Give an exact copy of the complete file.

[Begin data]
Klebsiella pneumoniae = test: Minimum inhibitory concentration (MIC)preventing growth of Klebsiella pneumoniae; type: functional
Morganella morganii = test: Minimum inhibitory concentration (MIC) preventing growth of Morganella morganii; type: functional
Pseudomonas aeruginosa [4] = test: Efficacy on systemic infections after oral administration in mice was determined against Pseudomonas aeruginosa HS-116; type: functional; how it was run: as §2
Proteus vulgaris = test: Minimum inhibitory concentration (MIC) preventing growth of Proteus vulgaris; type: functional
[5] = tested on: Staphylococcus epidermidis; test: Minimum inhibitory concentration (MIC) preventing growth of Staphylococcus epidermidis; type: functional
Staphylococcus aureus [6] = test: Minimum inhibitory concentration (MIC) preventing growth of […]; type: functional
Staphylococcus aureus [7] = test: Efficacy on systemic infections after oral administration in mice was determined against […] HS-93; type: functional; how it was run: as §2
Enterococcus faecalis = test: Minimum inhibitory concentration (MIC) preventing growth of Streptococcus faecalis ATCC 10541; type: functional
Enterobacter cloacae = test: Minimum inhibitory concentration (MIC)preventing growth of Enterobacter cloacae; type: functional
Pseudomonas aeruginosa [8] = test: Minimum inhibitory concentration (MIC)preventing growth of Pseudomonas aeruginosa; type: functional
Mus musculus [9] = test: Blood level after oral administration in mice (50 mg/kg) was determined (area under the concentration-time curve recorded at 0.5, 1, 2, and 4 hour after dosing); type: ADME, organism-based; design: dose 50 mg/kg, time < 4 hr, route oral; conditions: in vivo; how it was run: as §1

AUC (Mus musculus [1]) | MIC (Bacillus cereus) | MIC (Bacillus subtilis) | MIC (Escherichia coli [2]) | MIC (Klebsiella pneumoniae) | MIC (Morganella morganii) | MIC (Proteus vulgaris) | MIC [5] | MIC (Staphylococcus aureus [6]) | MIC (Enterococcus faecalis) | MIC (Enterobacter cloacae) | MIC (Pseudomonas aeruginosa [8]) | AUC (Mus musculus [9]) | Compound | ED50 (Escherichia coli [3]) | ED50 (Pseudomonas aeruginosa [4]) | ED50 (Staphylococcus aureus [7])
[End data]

Klebsiella pneumoniae = test: Minimum inhibitory concentration (MIC)preventing growth of Klebsiella pneumoniae; type: functional
Morganella morganii = test: Minimum inhibitory concentration (MIC) preventing growth of Morganella morganii; type: functional
Pseudomonas aeruginosa [4] = test: Efficacy on systemic infections after oral administration in mice was determined against Pseudomonas aeruginosa HS-116; type: functional; how it was run: as §2
Proteus vulgaris = test: Minimum inhibitory concentration (MIC) preventing growth of Proteus vulgaris; type: functional
[5] = tested on: Staphylococcus epidermidis; test: Minimum inhibitory concentration (MIC) preventing growth of Staphylococcus epidermidis; type: functional
Staphylococcus aureus [6] = test: Minimum inhibitory concentration (MIC) preventing growth of […]; type: functional
Staphylococcus aureus [7] = test: Efficacy on systemic infections after oral administration in mice was determined against […] HS-93; type: functional; how it was run: as §2
Enterococcus faecalis = test: Minimum inhibitory concentration (MIC) preventing growth of Streptococcus faecalis ATCC 10541; type: functional
Enterobacter cloacae = test: Minimum inhibitory concentration (MIC)preventing growth of Enterobacter cloacae; type: functional
Pseudomonas aeruginosa [8] = test: Minimum inhibitory concentration (MIC)preventing growth of Pseudomonas aeruginosa; type: functional
Mus musculus [9] = test: Blood level after oral administration in mice (50 mg/kg) was determined (area under the concentration-time curve recorded at 0.5, 1, 2, and 4 hour after dosing); type: ADME, organism-based; design: dose 50 mg/kg, time < 4 hr, route oral; conditions: in vivo; how it was run: as §1

AUC (Mus musculus [1]) | MIC (Bacillus cereus) | MIC (Bacillus subtilis) | MIC (Escherichia coli [2]) | MIC (Klebsiella pneumoniae) | MIC (Morganella morganii) | MIC (Proteus vulgaris) | MIC [5] | MIC (Staphylococcus aureus [6]) | MIC (Enterococcus faecalis) | MIC (Enterobacter cloacae) | MIC (Pseudomonas aeruginosa [8]) | AUC (Mus musculus [9]) | Compound | ED50 (Escherichia coli [3]) | ED50 (Pseudomonas aeruginosa [4]) | ED50 (Staphylococcus aureus [7])